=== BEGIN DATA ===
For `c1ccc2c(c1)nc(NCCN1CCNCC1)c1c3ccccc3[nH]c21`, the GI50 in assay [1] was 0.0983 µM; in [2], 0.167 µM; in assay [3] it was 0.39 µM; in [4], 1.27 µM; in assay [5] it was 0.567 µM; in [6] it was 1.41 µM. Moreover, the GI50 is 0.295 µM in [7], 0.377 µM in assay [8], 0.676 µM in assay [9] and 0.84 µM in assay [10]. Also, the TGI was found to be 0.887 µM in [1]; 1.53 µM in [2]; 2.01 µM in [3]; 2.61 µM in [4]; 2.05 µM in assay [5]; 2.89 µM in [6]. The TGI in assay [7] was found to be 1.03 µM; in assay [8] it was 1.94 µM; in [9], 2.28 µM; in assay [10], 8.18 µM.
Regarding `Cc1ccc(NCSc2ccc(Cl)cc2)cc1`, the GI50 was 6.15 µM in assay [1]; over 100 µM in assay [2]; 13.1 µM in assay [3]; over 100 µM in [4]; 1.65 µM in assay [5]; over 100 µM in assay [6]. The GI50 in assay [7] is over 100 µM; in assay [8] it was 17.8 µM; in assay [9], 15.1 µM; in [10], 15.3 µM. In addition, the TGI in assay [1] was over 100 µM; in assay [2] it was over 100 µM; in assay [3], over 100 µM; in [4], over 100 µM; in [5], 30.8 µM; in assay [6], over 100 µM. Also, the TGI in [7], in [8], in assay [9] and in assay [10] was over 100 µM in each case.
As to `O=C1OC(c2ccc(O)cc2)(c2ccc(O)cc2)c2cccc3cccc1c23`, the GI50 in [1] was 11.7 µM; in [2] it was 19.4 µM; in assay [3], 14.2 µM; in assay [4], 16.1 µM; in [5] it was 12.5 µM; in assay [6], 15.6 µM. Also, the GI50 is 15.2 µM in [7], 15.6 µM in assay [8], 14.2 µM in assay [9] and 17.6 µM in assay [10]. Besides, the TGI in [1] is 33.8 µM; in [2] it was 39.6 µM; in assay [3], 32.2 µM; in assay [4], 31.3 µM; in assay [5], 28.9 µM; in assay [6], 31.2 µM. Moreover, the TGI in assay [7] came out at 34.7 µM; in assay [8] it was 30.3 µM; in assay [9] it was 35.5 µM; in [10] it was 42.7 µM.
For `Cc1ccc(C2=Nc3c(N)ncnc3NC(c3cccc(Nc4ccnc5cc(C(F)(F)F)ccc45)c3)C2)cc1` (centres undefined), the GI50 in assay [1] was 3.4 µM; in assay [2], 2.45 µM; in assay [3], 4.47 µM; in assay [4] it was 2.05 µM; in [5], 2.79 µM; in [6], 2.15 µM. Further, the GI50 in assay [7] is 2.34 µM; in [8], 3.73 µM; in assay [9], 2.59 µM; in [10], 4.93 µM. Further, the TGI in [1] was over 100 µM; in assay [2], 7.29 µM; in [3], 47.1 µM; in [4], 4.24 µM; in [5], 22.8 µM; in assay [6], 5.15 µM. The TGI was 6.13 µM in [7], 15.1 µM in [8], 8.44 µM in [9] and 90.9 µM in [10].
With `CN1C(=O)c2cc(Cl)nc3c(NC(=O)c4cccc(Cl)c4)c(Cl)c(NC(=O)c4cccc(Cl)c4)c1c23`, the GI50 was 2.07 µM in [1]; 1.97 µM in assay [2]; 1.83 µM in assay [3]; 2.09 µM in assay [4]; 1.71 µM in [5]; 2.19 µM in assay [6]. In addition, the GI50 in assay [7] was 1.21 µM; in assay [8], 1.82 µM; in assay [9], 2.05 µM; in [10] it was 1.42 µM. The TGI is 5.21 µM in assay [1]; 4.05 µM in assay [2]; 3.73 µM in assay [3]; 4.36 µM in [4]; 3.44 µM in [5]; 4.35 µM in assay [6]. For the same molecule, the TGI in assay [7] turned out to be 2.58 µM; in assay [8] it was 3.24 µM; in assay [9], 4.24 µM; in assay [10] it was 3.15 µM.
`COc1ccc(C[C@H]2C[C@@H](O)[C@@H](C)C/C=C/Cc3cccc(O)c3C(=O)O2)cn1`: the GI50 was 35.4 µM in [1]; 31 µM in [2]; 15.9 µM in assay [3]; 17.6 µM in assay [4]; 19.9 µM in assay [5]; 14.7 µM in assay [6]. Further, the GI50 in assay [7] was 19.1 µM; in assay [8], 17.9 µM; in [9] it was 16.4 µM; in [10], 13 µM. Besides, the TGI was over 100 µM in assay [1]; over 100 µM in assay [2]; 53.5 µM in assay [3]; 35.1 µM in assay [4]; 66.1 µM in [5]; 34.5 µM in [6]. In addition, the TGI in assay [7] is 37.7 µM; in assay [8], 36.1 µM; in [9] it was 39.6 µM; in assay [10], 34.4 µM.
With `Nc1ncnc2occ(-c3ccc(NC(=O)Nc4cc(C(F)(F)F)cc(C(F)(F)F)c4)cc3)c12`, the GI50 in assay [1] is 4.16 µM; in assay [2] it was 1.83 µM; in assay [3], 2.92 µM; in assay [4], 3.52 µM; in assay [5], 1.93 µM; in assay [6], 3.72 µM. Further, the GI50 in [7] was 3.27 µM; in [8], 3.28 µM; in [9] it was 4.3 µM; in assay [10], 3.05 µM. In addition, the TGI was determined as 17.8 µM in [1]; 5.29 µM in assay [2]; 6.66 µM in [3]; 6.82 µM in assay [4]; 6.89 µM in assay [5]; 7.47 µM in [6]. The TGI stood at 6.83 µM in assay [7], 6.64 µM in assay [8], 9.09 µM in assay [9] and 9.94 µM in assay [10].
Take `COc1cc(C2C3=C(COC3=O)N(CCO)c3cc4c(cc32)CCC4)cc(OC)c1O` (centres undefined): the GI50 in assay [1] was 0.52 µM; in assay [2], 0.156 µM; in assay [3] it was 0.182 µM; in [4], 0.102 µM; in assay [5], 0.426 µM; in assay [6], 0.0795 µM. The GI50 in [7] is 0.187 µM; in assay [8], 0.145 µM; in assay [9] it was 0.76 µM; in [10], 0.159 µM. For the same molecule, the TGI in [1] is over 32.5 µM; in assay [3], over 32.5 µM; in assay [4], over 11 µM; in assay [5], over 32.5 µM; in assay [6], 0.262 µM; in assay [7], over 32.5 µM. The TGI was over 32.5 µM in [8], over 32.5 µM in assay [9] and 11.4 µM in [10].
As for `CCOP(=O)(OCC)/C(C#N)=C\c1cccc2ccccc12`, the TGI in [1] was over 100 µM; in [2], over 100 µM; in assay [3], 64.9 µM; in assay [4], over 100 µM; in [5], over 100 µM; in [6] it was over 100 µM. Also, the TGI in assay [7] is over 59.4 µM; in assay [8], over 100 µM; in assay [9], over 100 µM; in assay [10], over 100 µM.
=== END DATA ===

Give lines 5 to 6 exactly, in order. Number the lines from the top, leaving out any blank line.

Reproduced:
With `CN1C(=O)c2cc(Cl)nc3c(NC(=O)c4cccc(Cl)c4)c(Cl)c(NC(=O)c4cccc(Cl)c4)c1c23`, the GI50 was 2.07 µM in [1]; 1.97 µM in assay [2]; 1.83 µM in assay [3]; 2.09 µM in assay [4]; 1.71 µM in [5]; 2.19 µM in assay [6]. In addition, the GI50 in assay [7] was 1.21 µM; in assay [8], 1.82 µM; in assay [9], 2.05 µM; in [10] it was 1.42 µM. The TGI is 5.21 µM in assay [1]; 4.05 µM in assay [2]; 3.73 µM in assay [3]; 4.36 µM in [4]; 3.44 µM in [5]; 4.35 µM in assay [6]. For the same molecule, the TGI in assay [7] turned out to be 2.58 µM; in assay [8] it was 3.24 µM; in assay [9], 4.24 µM; in assay [10] it was 3.15 µM.
`COc1ccc(C[C@H]2C[C@@H](O)[C@@H](C)C/C=C/Cc3cccc(O)c3C(=O)O2)cn1`: the GI50 was 35.4 µM in [1]; 31 µM in [2]; 15.9 µM in assay [3]; 17.6 µM in assay [4]; 19.9 µM in assay [5]; 14.7 µM in assay [6]. Further, the GI50 in assay [7] was 19.1 µM; in assay [8], 17.9 µM; in [9] it was 16.4 µM; in [10], 13 µM. Besides, the TGI was over 100 µM in assay [1]; over 100 µM in assay [2]; 53.5 µM in assay [3]; 35.1 µM in assay [4]; 66.1 µM in [5]; 34.5 µM in [6]. In addition, the TGI in assay [7] is 37.7 µM; in assay [8], 36.1 µM; in [9] it was 39.6 µM; in assay [10], 34.4 µM.